Maine is home to arguably the worst Governor in the United States when it comes to cannabis policy. Fortunately, Maine’s Governor doesn’t have the final say.
Lawmakers in Maine recently passed a bill that would significantly expand patients’ access to medical cannabis.
LePage listed 11 reasons for the veto which were more akin to an airing of cannabis reform grievances than anything else.
Examples of the ‘issues’ cited by Governor LePage included concerns about the establishment of a medical cannabis research fund as well as the licensing of ‘dangerous’ extract facilities.
Fortunately for the suffering patients of Maine, the bill will still become law despite Governor LePage’s veto.
Compassion still wins!
In truly inspiring fashion lawmakers in Maine moved to override Paul LePage’s veto of the medical cannabis expansion bill.
Maine’s House voted 119 to 23 to override the veto, and the Senate voted 25 to 8 to do the same.
The overwhelming passage in both chambers of Maine’s Legislature sent a clear message to the Governor’s office that compassion is greater than his reefer madness.
Governor LePage may not like it, but the bill is going to go into effect 90 days from the last day of the 2018 legislative session.
What will the soon-to-be-effective Maine medical cannabis bill do?
The new bill will do the following when it takes effect:
- Doctors can recommend cannabis for any patient for whom they believe it will help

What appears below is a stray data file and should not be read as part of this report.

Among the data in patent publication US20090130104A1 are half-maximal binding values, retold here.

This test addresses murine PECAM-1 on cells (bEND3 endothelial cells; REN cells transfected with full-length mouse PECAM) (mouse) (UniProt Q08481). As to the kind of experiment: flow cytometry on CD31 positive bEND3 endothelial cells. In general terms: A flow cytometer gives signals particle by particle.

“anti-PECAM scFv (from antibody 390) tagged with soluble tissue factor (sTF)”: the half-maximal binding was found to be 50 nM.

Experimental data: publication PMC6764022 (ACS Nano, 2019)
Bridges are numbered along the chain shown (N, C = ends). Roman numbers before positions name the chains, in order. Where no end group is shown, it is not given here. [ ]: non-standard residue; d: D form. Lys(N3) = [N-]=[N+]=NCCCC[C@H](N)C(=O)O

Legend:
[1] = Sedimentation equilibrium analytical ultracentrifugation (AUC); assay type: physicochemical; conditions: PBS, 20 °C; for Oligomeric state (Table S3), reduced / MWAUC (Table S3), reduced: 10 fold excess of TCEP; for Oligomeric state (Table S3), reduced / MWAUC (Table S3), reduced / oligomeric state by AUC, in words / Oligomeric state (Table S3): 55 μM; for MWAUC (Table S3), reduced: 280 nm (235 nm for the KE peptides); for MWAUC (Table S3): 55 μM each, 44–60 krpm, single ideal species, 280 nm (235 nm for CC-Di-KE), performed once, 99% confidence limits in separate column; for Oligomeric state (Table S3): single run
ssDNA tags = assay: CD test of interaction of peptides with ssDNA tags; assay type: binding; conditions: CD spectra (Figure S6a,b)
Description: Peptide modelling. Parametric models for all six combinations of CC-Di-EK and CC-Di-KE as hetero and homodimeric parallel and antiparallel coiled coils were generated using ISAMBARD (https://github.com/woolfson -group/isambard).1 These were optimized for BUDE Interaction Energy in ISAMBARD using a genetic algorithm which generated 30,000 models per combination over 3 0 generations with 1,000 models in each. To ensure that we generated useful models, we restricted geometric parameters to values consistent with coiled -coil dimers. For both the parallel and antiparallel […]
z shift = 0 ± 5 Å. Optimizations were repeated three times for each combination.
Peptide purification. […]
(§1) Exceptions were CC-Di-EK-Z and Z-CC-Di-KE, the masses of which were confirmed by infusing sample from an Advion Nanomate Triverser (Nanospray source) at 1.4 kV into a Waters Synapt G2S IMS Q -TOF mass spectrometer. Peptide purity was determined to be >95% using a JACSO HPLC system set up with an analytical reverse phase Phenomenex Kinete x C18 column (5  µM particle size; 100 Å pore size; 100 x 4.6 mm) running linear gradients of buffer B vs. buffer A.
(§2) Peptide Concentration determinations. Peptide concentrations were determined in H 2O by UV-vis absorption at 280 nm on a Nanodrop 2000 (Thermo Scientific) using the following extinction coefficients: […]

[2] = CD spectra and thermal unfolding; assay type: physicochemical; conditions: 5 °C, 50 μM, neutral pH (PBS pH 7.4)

- Expands the total number of licensed medical cannabis dispensaries from 8 to 14
- Dedicates funding for medical cannabis research
- Allows caregivers to oversee multiple patients
- Licenses cannabis extraction facilities
It is estimated that there are currently 42,000 medical cannabis patients in Maine. The new changes will no doubt increase that number significantly.
This is not the first override of LePage’s anti-cannabis actions
In November 2017 Governor LePage vetoed a bill that would have created a regulated adult-use cannabis industry in Maine.
Maine’s lawmakers were unable to successfully override the veto. However, they were able to come back the next session and pass another regulation bill.
That second adult-use regulation bill was also vetoed, but the second time around Maine lawmakers were able to override the veto.
Maine legalized cannabis for adult-use in November 2016 but has yet to launch an adult-use industry.
California and Nevada, who also legalized cannabis in 2016, have already launched legal adult-use sales.
Massachusetts has not launched legal adult-use sales yet, but the first legal sale is expected very soon.